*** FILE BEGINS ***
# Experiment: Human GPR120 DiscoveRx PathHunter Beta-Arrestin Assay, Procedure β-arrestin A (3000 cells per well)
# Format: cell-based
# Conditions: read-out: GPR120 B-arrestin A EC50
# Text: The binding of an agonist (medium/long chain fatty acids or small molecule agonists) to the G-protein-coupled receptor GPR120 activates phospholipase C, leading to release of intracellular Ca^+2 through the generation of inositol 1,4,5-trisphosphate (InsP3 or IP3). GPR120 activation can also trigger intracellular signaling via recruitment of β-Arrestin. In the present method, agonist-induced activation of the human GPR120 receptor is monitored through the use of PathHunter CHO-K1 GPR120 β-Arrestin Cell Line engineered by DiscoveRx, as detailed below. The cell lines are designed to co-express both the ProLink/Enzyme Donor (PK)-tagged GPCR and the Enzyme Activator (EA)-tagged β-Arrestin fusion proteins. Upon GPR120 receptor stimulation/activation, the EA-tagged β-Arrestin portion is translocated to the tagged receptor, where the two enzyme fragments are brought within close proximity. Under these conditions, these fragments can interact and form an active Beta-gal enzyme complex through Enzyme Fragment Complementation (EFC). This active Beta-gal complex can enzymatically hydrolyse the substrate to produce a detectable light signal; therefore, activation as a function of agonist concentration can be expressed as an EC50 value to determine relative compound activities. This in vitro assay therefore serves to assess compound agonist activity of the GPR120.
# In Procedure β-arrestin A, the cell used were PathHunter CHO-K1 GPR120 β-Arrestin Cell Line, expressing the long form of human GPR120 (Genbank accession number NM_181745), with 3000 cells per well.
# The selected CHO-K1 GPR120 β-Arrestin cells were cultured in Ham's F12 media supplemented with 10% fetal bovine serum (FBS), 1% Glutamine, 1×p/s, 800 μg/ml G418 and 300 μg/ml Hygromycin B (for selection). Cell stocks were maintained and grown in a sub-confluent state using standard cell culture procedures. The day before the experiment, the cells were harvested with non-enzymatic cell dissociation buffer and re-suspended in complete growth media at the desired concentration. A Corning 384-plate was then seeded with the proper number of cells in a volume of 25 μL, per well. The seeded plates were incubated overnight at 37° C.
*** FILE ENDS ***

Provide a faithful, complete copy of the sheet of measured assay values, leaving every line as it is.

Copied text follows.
# Experiment: Human GPR120 DiscoveRx PathHunter Beta-Arrestin Assay, Procedure β-arrestin A (3000 cells per well)
# Format: cell-based
# Conditions: read-out: GPR120 B-arrestin A EC50
# Text: The binding of an agonist (medium/long chain fatty acids or small molecule agonists) to the G-protein-coupled receptor GPR120 activates phospholipase C, leading to release of intracellular Ca^+2 through the generation of inositol 1,4,5-trisphosphate (InsP3 or IP3). GPR120 activation can also trigger intracellular signaling via recruitment of β-Arrestin. In the present method, agonist-induced activation of the human GPR120 receptor is monitored through the use of PathHunter CHO-K1 GPR120 β-Arrestin Cell Line engineered by DiscoveRx, as detailed below. The cell lines are designed to co-express both the ProLink/Enzyme Donor (PK)-tagged GPCR and the Enzyme Activator (EA)-tagged β-Arrestin fusion proteins. Upon GPR120 receptor stimulation/activation, the EA-tagged β-Arrestin portion is translocated to the tagged receptor, where the two enzyme fragments are brought within close proximity. Under these conditions, these fragments can interact and form an active Beta-gal enzyme complex through Enzyme Fragment Complementation (EFC). This active Beta-gal complex can enzymatically hydrolyse the substrate to produce a detectable light signal; therefore, activation as a function of agonist concentration can be expressed as an EC50 value to determine relative compound activities. This in vitro assay therefore serves to assess compound agonist activity of the GPR120.
# In Procedure β-arrestin A, the cell used were PathHunter CHO-K1 GPR120 β-Arrestin Cell Line, expressing the long form of human GPR120 (Genbank accession number NM_181745), with 3000 cells per well.
# The selected CHO-K1 GPR120 β-Arrestin cells were cultured in Ham's F12 media supplemented with 10% fetal bovine serum (FBS), 1% Glutamine, 1×p/s, 800 μg/ml G418 and 300 μg/ml Hygromycin B (for selection). Cell stocks were maintained and grown in a sub-confluent state using standard cell culture procedures. The day before the experiment, the cells were harvested with non-enzymatic cell dissociation buffer and re-suspended in complete growth media at the desired concentration. A Corning 384-plate was then seeded with the proper number of cells in a volume of 25 μL, per well. The seeded plates were incubated overnight at 37° C.